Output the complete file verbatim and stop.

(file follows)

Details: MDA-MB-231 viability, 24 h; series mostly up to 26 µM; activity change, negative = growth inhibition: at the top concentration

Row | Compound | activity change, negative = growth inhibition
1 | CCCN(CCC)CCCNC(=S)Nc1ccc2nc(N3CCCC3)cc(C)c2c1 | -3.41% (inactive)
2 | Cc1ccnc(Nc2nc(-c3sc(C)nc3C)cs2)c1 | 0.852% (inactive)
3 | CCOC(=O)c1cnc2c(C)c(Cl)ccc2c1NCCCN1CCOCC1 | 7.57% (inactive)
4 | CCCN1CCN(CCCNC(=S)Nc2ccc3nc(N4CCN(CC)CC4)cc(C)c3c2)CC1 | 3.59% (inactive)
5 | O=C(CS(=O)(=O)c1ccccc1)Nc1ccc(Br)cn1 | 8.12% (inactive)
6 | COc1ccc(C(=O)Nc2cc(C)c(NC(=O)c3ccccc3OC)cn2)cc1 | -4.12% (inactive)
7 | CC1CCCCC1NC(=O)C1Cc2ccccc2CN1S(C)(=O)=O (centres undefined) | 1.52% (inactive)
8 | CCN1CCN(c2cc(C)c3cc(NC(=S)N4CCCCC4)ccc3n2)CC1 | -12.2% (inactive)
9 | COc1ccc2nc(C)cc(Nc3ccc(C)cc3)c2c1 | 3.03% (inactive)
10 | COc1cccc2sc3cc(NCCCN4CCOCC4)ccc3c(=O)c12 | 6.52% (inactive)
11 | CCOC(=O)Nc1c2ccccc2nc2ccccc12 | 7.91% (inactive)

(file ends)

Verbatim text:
Details: MDA-MB-231 viability, 24 h; series mostly up to 26 µM; activity change, negative = growth inhibition: at the top concentration

Row | Compound | activity change, negative = growth inhibition
1 | CCCN(CCC)CCCNC(=S)Nc1ccc2nc(N3CCCC3)cc(C)c2c1 | -3.41% (inactive)
2 | Cc1ccnc(Nc2nc(-c3sc(C)nc3C)cs2)c1 | 0.852% (inactive)
3 | CCOC(=O)c1cnc2c(C)c(Cl)ccc2c1NCCCN1CCOCC1 | 7.57% (inactive)
4 | CCCN1CCN(CCCNC(=S)Nc2ccc3nc(N4CCN(CC)CC4)cc(C)c3c2)CC1 | 3.59% (inactive)
5 | O=C(CS(=O)(=O)c1ccccc1)Nc1ccc(Br)cn1 | 8.12% (inactive)
6 | COc1ccc(C(=O)Nc2cc(C)c(NC(=O)c3ccccc3OC)cn2)cc1 | -4.12% (inactive)
7 | CC1CCCCC1NC(=O)C1Cc2ccccc2CN1S(C)(=O)=O (centres undefined) | 1.52% (inactive)
8 | CCN1CCN(c2cc(C)c3cc(NC(=S)N4CCCCC4)ccc3n2)CC1 | -12.2% (inactive)
9 | COc1ccc2nc(C)cc(Nc3ccc(C)cc3)c2c1 | 3.03% (inactive)
10 | COc1cccc2sc3cc(NCCCN4CCOCC4)ccc3c(=O)c12 | 6.52% (inactive)
11 | CCOC(=O)Nc1c2ccccc2nc2ccccc12 | 7.91% (inactive)